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I Am A Security Guard: Darkest Before The Dawn

The first half of my overnight shift passes fairly quickly. I check in, get an update, chat with some staffers, and settle at my post. The rush of customers keeps me on my toes. I focus on the store's merchandise, especially the goods in the cosmetics section.

By about 2 a.m., the rush ends and the store gets quiet. The screaming kids and folks with morning jobs have gone to bed.

In theory, the next few hours should be smooth sailing. That's not the case. Instead, I grind through the toughest part of the night.

Some of the difficulty is physical. Because I stand, my left ankle starts to ache. Hunger pains attack my stomach. The air conditioning cuts through my uniform.

But the physical issues pale in comparison to my mental concerns. Self-doubt arises. I start asking hard questions about myself. Will my degree and professional accomplishments ever get me a better job? Did I rub an interviewer the wrong way? Should I have studied accounting instead of liberal arts? Have I fallen to the point where I'm only good for guarding nail polish?

My mood darkens further when bad music seeps out of the speakers. The company apparently thinks cheesy pop will encourage customers to buy its overpriced products. David Soul's "Don't Give Up on Us," Robert Welch's "Sentimental Lady," and John Denver's "Rocky Mountain High" should be stricken from the airwaves. Come to think of it, that applies to most of Lionel Richie's post-Commodores output. Seriously, "Ballerina Girl"?

While I'm coping with a bad attitude, many of my least favorite customers arrive. Some are losers who argue with the cashiers or leave home without using soap and water. Some are thieves trying to catch me off-guard. Others are hookers, drunks and drug addicts. A few are lonely people who wander the aisles and finger merchandise without buying anything. They have nothing else to do with their time. On some nights, I have to dig deep for the strength to keep my cool.

Such an occasion took place around 3:40 on a recent Monday morning. The cleaning crew that waxes the floor had nearly completed its work. For that, I was grateful. The two men usually take their sweet time, about four hours. That's quite a spell to sniff fumes and re-direct customers. On this night, they had cut an hour from their usual time.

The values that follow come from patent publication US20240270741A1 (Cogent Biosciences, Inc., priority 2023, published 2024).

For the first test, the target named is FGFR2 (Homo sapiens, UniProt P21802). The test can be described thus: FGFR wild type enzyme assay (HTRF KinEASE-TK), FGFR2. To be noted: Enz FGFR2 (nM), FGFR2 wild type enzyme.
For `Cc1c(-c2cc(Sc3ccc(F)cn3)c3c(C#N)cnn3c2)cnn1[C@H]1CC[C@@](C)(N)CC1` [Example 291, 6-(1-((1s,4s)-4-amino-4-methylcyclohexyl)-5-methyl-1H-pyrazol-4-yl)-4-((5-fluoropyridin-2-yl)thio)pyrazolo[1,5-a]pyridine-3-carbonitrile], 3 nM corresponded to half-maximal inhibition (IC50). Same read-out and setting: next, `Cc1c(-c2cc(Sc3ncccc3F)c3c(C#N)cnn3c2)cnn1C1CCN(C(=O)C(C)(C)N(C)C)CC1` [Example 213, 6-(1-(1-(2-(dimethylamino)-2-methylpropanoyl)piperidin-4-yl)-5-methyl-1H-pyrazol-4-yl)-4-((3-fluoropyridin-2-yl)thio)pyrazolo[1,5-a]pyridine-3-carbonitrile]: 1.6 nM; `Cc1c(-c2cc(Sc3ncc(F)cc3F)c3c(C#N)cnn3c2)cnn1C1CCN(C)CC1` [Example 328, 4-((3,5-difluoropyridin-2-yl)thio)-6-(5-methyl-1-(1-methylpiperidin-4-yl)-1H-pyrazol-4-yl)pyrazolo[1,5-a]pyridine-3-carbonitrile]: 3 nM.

But my good feeling ended when one of the regular misfits walked in the store. He's a hawk-nose drinker who buys frozen pizza after his binges. I told him wet wax covered the area near the freezer. But a crew member insisted that the floor had dried. The drunk walked toward the freezer.

Of course, the floor had not dried. But the drunk and his wine breath stuck around. The Lazy Cashier asked him how many drinks he had consumed. He did not answer. Instead, the man stood next to me. I moved to the left. He moved to the left. I stepped outside to calm down. He followed me. Luckily, fresh air settled my nerves.

Finally the floor dried. The drunk walked to the freezer. And left without buying anything. Perhaps he had lost his appetite after stalking me.

After he left, I asked the crew member through gritted teeth to be sure about the floor next time.

As always, the rough part of the shift ends. First, a hint of blue appears outside. Then the sky gradually gets lighter. A different set of customers - workers getting newspapers, juice, and snacks - take over the store. They are not thieves or jerks. I begin to relax.

Finally, my shift ends. I have survived yet another night at my crappy job. The pain in my ankle fades. My dark thoughts disappear. Instead, I make plans to re-connect with old contacts and search for jobs on Craigslist. I leave knowing a brighter future awaits me.

-

A very pseudononymous Jerome Haller earns rent money as a security guard for a large, publicly-held retail chain.

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See more tales of security guards, pizzeria waitressing, barista'ing and office drudgery in the Life at Work collection.




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Posted on September 1, 2009


MUSIC - The Week In Chicago Rock.
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BOOKS - Chicago For Dummies.

PEOPLE PLACES & THINGS - The Sears Motor Buggy.


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